The second globalisation has raised the issue of the cost of labour as a key variable in the competitiveness of economies. Confronted with the extension of value chains and the emergence of new global players in Asia, European governments have chosen to deregulate labour markets, contain wage growth, and lower the cost of labour. More recently, the resurgence of inflation has brought back to the fore the 1970s debates on the Phillips curve and the effects of the labour market on price increases. The emergence of the centrality of labour costs points to the need to examine them as a long-term historical object to understand economic and social policy choices throughout the twentieth century. Wages cannot be reduced to a variable for adjusting supply and demand on the labour market: They are also an instrument for selecting and training the workforce, and a subject of negotiation – and, possibly, contention – between employees and employers, often regulated and supervised by the State. Furthermore, during the twentieth century, wage setting became a matter of social policy. The development of social protection and the construction of social rights required the introduction of social contributions on both employers and employees, as well as steeply progressive taxes on earned income. The cost of labour, understood as both wages and indirect costs (taxes, social contributions, non-monetary benefits), is a fundamental element of public policy in the second half of the twentieth century. Not only does it affect the production process and the distribution of income but it also has an impact on export competitiveness, on the attraction of foreign investment, and on the creation and consolidation of domestic markets.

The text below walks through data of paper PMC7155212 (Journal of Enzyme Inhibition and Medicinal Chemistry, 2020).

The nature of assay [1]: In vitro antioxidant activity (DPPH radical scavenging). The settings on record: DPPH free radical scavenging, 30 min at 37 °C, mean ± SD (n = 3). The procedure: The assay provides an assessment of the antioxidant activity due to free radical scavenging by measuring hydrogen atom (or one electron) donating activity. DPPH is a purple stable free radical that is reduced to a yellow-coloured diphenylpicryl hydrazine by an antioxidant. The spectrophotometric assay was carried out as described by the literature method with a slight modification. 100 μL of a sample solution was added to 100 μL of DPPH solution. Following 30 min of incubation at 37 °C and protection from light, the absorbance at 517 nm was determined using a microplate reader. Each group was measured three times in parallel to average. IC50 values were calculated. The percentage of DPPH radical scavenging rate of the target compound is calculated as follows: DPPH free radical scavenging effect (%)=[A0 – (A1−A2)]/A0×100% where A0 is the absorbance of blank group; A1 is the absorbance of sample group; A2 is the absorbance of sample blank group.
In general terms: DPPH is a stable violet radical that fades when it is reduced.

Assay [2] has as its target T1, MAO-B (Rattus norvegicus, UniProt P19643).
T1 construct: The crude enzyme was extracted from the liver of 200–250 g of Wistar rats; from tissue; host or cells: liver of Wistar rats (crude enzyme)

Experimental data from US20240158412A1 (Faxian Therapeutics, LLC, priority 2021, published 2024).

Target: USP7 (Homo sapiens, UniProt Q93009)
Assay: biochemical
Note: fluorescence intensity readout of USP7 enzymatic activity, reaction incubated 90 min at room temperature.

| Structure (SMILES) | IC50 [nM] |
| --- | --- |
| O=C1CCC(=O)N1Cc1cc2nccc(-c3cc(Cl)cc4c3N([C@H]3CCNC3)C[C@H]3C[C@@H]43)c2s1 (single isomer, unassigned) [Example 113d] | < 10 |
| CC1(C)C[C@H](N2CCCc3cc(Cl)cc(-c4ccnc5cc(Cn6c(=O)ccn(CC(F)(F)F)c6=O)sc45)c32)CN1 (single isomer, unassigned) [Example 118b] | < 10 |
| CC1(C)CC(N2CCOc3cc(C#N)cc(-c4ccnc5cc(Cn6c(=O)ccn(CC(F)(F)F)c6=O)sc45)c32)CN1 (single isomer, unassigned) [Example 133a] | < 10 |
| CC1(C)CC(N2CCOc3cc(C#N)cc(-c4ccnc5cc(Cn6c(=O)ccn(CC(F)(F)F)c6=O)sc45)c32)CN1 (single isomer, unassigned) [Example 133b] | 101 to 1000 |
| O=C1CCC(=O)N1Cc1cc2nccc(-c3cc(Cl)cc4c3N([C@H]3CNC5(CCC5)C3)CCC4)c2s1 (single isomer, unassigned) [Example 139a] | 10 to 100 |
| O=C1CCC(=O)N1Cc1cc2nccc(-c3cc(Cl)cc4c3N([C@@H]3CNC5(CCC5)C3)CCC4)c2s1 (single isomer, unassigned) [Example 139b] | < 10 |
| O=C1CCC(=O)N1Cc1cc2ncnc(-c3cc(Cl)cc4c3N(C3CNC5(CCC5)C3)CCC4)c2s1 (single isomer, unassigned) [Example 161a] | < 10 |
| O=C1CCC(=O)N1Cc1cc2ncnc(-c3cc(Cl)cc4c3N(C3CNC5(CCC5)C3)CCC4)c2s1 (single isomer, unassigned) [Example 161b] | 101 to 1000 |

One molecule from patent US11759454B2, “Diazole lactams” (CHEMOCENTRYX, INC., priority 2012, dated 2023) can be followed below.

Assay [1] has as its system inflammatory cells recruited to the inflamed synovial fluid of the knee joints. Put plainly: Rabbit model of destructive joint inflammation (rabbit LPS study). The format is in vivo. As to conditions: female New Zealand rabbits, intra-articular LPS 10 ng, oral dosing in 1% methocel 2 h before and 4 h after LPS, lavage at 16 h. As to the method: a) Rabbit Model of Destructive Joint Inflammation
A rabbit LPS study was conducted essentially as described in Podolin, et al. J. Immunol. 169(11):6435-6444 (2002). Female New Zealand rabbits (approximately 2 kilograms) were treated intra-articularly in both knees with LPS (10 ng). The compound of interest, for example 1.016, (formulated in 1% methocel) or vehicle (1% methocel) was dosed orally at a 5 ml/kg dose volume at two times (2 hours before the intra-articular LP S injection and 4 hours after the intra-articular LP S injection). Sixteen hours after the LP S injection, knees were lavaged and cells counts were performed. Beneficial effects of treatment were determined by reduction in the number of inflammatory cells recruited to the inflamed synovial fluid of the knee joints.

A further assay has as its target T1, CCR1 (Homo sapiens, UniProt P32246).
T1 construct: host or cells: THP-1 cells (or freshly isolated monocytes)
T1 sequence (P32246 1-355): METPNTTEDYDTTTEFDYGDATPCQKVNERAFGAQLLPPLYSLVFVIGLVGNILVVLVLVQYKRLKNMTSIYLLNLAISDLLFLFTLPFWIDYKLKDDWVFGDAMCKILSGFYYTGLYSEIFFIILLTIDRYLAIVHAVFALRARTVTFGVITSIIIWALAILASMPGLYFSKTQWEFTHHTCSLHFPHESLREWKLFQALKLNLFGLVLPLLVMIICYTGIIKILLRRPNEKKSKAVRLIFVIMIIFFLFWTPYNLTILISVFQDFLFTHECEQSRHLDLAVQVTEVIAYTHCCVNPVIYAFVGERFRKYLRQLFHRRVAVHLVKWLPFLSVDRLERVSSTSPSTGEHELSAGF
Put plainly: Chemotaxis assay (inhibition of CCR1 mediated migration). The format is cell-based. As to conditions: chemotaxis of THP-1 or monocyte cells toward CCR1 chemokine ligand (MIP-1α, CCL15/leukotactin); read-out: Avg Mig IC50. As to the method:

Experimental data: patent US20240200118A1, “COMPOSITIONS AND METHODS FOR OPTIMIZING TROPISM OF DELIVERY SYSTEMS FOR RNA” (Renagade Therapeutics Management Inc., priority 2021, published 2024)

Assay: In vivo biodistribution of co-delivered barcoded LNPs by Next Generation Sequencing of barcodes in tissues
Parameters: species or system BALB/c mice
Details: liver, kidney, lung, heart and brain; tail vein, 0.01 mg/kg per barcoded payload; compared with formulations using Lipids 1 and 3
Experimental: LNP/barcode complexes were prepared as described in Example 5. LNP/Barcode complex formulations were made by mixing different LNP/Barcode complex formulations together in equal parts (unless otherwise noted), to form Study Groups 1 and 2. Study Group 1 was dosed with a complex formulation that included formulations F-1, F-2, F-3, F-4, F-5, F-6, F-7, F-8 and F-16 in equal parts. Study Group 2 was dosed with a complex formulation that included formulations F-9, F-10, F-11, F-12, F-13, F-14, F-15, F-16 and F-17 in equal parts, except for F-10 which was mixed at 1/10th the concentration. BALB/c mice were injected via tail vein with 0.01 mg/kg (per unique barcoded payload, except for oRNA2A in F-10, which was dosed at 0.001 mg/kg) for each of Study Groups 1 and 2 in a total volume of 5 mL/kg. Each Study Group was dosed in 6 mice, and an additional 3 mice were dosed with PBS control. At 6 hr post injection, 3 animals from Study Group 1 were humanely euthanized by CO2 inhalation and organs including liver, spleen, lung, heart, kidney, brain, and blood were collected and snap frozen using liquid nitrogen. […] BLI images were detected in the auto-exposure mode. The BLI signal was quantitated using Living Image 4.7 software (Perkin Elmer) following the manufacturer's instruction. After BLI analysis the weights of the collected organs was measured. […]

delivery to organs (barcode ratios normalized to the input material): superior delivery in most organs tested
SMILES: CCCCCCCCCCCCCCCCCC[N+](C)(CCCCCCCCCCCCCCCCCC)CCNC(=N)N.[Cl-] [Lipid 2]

This two day conference aims to bring together researchers working on various aspects of the economic history of East, Southeast and South Asia territories over the past 200 years. Special emphasis is given to papers dealing with the history of intra-Asian trade or its commercial integration with Europe, but any work studying specific elements of the long term economic performance of this region is welcome. The conference offers its participants the possibility to publish their works as part of an edited volume with an international publishing house.